Movie Review: Iron Man 2- A Mediocre Sequel That Mildly Entertains Despite the Rigid and Hodgepodge Plot

Good sequels are actually quite rare but it seems the comic book genre should be ripe with them, considering that characters go on for years in multiple issues of a series. It was inevitable for Jon Favreau to return to his popular and semi-approved critical take on Iron Man, which touts Robert Downey Jr. as the egotistical, loud-mouthed, risk taking Tony Stark. What worked in the first Iron Man was essentially the updated origin story as to how the suit was created this time in Afghanistan rather than Vietnam. Because the film had this core or spine to it allowed the action to build in a seamless fashion. This time around it’s as if Favreau and writer Justin Theroux have spread themselves too thin attempting to borrow and grasp from multiple issues of the Iron Man comic series creating a rigid action film that only entertains on the most simple of levels. The action is intense and well done but there is something inherently missing in this structure that was there for the first installment. So despite its too calculated dialogue, stitched together story structure, and familiar action sequences, Iron Man 2 does have enough personality, intriguing spectacle, and interesting interpretation of villains that will keep most summer blockbuster audiences happy if not those who expect slightly more from their films.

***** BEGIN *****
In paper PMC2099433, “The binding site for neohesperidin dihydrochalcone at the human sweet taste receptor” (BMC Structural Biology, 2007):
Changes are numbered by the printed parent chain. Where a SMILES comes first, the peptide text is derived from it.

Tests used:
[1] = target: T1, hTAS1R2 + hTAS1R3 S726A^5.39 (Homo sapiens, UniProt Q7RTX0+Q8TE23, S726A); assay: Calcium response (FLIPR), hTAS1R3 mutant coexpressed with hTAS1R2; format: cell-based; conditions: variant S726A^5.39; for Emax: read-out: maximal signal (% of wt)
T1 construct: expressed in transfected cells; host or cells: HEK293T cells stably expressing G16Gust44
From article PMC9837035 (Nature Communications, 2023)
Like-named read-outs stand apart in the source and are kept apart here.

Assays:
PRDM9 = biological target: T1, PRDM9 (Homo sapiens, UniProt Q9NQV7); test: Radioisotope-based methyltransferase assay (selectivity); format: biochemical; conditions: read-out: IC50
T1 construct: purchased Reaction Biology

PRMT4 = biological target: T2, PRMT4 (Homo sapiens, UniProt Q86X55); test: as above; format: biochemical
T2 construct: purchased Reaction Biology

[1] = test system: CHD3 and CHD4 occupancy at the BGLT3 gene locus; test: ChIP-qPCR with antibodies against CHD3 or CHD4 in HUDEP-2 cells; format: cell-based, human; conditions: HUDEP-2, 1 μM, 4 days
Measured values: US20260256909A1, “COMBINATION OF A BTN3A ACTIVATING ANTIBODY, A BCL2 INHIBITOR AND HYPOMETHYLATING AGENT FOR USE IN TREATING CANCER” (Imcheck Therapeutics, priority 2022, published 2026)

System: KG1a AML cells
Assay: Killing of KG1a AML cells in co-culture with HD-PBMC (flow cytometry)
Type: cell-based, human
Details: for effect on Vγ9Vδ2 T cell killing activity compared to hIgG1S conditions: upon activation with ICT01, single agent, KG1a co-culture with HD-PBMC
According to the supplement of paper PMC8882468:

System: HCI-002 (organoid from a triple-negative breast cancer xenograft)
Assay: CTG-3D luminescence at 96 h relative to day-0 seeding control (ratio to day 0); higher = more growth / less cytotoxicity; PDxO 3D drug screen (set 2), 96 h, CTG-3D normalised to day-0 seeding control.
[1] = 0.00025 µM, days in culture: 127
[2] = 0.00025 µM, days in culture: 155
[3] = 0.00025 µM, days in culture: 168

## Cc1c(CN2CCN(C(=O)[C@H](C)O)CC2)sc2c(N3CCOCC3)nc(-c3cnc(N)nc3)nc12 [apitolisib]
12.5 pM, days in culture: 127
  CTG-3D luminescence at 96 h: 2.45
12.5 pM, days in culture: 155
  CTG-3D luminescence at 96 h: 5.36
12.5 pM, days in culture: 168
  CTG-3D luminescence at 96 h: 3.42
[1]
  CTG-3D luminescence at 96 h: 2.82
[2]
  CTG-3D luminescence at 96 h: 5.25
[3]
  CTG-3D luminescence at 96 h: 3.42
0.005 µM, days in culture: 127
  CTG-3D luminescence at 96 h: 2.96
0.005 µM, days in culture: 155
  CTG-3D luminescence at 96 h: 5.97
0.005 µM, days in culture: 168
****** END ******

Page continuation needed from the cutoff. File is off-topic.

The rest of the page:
Iron Man 2 opens up just at the ending of the first one with Stark admitting to the world he is the Iron Man, a superhero with a mechanized weapon suit, as an old Russian man watches on dying as he tells his son Ivan that it should have been him on the television. As the credits role we watch a tormented Ivan, a controlled and intriguing Mickey Rourke, putting together with limited resources a weapon powered by the exact same substance that powers the Iron Man suit. Tony is living the high life of popularity as he begins his year long technology expo, back talks ignorant senators (Gary Shandling), and basks in the limelight of his new celebrity status. However, we learn that Tony is dying because the core technology that is his heart is killing him, slowly but surely. He embraces a new life full of risk, which includes driving in the Monaco Grand Prix. This is where Tony gets taken off guard as Ivan Vanko makes his way on the track and uses his new electric whip yielding weapon which almost kills Tony. Vanko proclaims later that if you make god bleed people will cease to believe in him, unfortunately a sentiment that is only proclaimed rather than actually becoming a struggle within the film. Another layer of the conflict is when Tony’s military industrial rival Justin Hammer, Sam Rockwell in an appropriately personality parallel role, breaks Vanko out of prison and gives him the funding he needs to create advanced iron man suits and drones. All of this integrated with Tony attempting to cope with death as his body keeps rejecting the technology in his body and finding out the truth behind his father’s research makes for a bit of a convoluted superhero film that quickly pieces everything together for convenience. But ultimately it works for a basic structure for a film to progress along and Jon Favreau does an efficient job if not a methodical take on directing this time around.